1.4 Million Teens Called Up To Get Jab As JCVI Recommends Vaccination For 16 To 17-Year-Olds
Those aged 16 and 17 will be called for the first vaccine dose imminently, with details on when they will get their second to “come later” (Alamy)
The health secretary has asked the NHS to prepare to vaccinate all 16 and 17-year-olds after the government’s advisory group said that the benefits of the jab “robustly” outweigh any risks to teenagers.
Professor Wei Shen Lim, Covid-19 chair for the Joint Committee on Vaccination and Immunisation (JCVI), announced on Wednesday that, after “carefully considering the latest data”, the body had concluded the Pfizer-BioNTech vaccine was safe to use on all over 16s.
Those aged 16 and 17 will be called for the first vaccine dose imminently, with details on when they will get their second to “come later”.
The move expands the vaccine rollout to around 1.4 million teenagers across the UK, once the JCVI advice is accepted in all nations.
"While Covid-19 is typically mild or asymptomatic in most young people, it can be very unpleasant for some and for this particular age group, we expect one dose of the vaccine to provide good protection against severe illness and hospitalisation,” Professor Lim said in a statement.
Officials in England and Wales have already said they accept the recommendation. Scottish First Minister Nicola Sturgeon previously said she was hopeful the advice would be updated.
Boris Johnson has welcomed the decision, and has urged families to listen to the advice of experts when it comes to vaccination.
"I think it's very important that everybody in politics listens first to the clinicians and to the medical experts,” he said.
"I would just urge all families thinking about this across the country to listen to the JCVI. They are extremely expert there, they're amongst the best if not the best in the world, they know what's safe and I think we should listen to them and take our lead from them."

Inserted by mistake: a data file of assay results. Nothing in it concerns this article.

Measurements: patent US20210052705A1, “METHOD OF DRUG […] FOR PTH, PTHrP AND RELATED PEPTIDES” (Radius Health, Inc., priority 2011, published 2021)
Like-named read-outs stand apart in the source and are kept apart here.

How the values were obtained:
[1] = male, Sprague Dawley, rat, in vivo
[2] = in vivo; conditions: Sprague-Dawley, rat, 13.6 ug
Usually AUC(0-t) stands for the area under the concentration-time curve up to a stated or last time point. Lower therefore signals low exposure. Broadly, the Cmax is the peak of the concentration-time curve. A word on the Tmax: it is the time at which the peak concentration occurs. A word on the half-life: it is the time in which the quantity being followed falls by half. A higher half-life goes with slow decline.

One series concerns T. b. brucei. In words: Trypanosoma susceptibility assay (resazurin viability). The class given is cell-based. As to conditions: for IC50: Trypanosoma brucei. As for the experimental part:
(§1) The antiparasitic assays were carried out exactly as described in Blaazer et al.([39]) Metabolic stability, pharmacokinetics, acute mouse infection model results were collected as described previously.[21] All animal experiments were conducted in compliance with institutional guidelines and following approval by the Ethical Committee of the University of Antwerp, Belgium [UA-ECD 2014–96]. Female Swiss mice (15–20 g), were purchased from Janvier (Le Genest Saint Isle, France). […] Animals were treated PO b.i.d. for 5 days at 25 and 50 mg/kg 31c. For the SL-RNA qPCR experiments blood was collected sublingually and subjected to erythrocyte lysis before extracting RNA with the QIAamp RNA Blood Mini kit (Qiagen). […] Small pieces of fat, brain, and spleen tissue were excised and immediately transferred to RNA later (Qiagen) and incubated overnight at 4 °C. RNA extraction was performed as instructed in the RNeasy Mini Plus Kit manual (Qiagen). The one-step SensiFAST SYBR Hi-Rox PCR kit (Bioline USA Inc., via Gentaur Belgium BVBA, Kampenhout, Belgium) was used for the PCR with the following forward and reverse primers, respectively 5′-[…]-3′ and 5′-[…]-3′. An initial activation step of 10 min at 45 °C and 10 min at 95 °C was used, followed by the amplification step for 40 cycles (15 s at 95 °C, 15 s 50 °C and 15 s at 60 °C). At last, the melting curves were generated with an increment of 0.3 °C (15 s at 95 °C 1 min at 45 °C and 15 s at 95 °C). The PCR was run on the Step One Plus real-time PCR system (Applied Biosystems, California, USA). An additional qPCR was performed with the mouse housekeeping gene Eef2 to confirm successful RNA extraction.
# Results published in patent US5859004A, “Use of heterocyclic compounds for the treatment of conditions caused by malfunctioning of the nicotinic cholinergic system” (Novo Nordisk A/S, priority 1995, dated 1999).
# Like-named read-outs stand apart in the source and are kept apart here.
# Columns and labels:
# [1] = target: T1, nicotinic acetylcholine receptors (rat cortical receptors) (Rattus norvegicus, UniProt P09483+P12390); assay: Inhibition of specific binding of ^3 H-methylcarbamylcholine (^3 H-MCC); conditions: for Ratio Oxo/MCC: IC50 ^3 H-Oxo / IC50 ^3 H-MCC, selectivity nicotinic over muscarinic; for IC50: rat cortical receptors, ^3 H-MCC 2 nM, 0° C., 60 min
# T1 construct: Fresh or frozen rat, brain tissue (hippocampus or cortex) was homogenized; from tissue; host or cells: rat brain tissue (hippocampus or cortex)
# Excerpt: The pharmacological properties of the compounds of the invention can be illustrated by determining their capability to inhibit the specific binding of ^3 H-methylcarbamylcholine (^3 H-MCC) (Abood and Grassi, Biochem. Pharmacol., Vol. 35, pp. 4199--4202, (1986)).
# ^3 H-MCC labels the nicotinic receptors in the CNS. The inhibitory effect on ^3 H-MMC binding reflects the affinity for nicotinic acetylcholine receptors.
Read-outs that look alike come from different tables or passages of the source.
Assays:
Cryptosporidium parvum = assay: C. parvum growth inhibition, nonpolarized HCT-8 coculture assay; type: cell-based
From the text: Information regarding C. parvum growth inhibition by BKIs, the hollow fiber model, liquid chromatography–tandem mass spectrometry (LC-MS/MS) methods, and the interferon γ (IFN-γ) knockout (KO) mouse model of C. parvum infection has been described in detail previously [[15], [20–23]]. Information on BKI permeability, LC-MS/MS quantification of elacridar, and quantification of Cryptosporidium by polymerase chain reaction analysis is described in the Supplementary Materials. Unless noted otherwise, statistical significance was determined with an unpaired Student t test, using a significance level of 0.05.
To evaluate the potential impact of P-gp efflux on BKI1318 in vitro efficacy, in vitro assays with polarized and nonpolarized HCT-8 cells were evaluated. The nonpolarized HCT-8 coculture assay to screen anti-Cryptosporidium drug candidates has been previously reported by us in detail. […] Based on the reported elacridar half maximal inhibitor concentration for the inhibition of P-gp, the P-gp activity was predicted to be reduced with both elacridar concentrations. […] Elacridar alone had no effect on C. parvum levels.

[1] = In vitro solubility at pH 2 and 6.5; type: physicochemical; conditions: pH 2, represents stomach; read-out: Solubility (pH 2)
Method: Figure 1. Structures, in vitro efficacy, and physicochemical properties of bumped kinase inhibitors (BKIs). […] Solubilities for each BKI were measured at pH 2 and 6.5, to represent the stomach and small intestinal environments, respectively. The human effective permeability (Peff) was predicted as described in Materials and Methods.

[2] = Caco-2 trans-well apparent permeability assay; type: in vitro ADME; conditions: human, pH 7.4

Professor Lim confirmed on Wednesday that young people aged over 16 will not need to seek permission from the parent or guardian in order to get the jab.
He told reporters those above that age were “deemed able to consent for themselves.”
“If they are competent and deemed able to consent for themselves, then that consent holds”.
Elsewhere at the press conference, Dr June Raine, chief executive of the Medicines and Healthcare products Regulatory Agency (MHRA) reiterated that the data surrounding the safety of the vaccine for young people had been “rigorously reviewed”.
"All of [this data] shows that [the vaccine] is effective in the same way as we see in adults aged 16 to 25,” she said.
"This meant that the vaccine could be approved for use in young people aged 12 to 15 years."
Dr Raine continued: "The safety data and adolescence was comparable to that we've seen in young adults and no new adverse events were identified.
"As in young adults, the safety profile showed mild to moderate reactions in line with the way the vaccine works, perhaps of temperature, sore arm, headache - that kind of thing."
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